Once the employee arrives in Abu Dhabi, the company has 60 days to file for a formal residency visa, which will allow them to stay in the UAE for two years. In order to start the filing process, expats will need to pass a medical test and present the certificate to their employer.
Blood and chest X-rays are taken during the medical test; individuals who test positive for HIV/AIDS or pulmonary tuberculosis will not be granted a residency visa and will be deported. Those who test positive for extra-pulmonary tuberculosis will not be deported.
Furthermore, people applying for certain visa categories (babysitters, housemaids, nursery and kindergarten employees, employees at barber shops, health clubs and restaurants) will need to take a test for hepatitis B.
There has been much debate regarding the consequences for an individual if testing positive for hepatitis B. In some cases, it has been reported that they are deported, in other cases it has been reported that they are treated. Regardless, those who know they are hepatitis B positive and fall into one of the aforementioned categories should be wary of making plans to move to Abu Dhabi.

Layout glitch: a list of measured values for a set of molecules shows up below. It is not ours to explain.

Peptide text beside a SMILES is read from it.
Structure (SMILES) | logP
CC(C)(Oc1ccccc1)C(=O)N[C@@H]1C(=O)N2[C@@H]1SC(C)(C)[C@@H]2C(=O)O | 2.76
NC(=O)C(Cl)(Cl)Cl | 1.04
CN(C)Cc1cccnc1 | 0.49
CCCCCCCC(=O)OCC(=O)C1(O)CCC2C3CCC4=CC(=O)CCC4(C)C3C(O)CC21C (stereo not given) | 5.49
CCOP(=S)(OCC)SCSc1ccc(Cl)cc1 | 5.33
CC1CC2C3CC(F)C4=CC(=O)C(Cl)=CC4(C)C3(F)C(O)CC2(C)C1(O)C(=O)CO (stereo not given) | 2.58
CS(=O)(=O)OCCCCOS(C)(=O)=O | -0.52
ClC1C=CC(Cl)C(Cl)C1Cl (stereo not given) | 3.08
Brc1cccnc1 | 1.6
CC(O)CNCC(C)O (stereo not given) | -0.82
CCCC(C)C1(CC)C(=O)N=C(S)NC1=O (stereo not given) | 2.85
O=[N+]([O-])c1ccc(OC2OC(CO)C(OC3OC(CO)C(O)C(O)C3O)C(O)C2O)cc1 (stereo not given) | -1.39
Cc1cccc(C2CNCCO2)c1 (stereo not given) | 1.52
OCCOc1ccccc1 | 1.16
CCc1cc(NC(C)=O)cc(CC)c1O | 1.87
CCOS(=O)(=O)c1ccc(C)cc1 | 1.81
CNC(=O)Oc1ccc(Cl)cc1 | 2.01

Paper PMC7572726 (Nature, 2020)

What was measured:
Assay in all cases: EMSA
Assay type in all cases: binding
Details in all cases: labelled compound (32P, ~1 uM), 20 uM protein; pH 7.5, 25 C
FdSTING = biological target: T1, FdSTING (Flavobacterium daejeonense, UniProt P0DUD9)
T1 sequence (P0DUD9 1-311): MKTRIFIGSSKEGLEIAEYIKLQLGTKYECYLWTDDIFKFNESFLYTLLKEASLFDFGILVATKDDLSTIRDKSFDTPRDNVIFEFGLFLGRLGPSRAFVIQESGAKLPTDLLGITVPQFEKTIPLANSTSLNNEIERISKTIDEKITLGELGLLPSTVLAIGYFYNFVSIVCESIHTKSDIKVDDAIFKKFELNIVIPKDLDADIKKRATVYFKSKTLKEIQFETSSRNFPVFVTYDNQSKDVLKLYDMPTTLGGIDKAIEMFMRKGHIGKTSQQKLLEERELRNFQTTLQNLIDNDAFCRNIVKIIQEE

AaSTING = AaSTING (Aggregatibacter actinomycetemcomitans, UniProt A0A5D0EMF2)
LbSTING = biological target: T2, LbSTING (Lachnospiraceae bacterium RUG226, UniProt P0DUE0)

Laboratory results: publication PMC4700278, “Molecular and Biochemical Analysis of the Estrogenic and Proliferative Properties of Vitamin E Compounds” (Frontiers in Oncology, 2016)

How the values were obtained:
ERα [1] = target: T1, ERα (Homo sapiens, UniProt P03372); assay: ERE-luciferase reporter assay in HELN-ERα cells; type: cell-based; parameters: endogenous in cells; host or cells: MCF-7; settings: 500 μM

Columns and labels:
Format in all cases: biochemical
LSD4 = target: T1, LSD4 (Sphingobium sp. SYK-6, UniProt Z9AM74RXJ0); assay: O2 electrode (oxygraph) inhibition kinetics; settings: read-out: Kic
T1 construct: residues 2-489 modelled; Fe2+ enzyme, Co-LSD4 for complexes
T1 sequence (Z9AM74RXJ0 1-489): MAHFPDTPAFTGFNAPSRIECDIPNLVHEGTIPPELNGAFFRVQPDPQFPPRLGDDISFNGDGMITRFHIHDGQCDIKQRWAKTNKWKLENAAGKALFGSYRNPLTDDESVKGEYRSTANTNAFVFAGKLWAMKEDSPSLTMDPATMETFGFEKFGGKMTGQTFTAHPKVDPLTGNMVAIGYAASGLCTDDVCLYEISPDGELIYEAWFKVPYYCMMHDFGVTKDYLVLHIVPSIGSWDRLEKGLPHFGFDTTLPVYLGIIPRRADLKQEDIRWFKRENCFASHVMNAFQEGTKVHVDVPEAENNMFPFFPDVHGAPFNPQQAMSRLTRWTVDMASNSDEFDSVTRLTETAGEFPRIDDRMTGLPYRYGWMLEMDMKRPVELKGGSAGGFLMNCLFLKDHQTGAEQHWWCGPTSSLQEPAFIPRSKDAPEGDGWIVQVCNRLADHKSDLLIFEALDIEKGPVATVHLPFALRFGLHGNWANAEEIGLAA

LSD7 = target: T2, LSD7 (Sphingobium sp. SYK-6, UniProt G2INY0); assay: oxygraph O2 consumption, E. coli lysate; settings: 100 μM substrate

► Step 4 - Get your labour cardOnce the medical certificate is complete, the sponsoring company submits the application to the Immigration Department. After what can be a lengthy period of time, but which is estimated at 10 days, expats will receive their labour card.
The labour card, like the residency visa, is usually valid for two years.
The employer is responsible for all costs incurred by the process, so expats should not allow themselves to be taken advantage of by carrying any of this cost.
Those who hold a valid residency employment visa can sponsor their family, though, unquestionably, permits attained through family sponsorship yield the longest and most frustrating waiting periods – so it’s best to expect the worst and fend off disappointment.
Those who wish to sponsor their family must earn a minimum salary of at least 4,000 AED or 3,000 AED plus an accommodation allowance (as certified by an official labour contract), and must have a tenancy contract proving they hold housing that is not shared.
Parents are unable to sponsor male children of 18 years or older unless they are enrolled in full-time education in the UAE. Additionally, women can only sponsor their immediate family if they hold a residency visa as an engineer, teacher, doctor, nurse or any other medical industry professional.
If sponsoring parents, stipulations become increasingly strict and require a greater average monthly income as well as proof that no other person can assume responsibility in the home country of the parents.
It is not possible to sponsor a boyfriend, girlfriend or common law partner; it's necessary to have a marriage certificate as proof of the relationship.
Application forms are available from the Immigration Department and must be typed in Arabic, and submitted with the designated documents, medical certificates and fee, paid through vending machines inside the Immigration Department.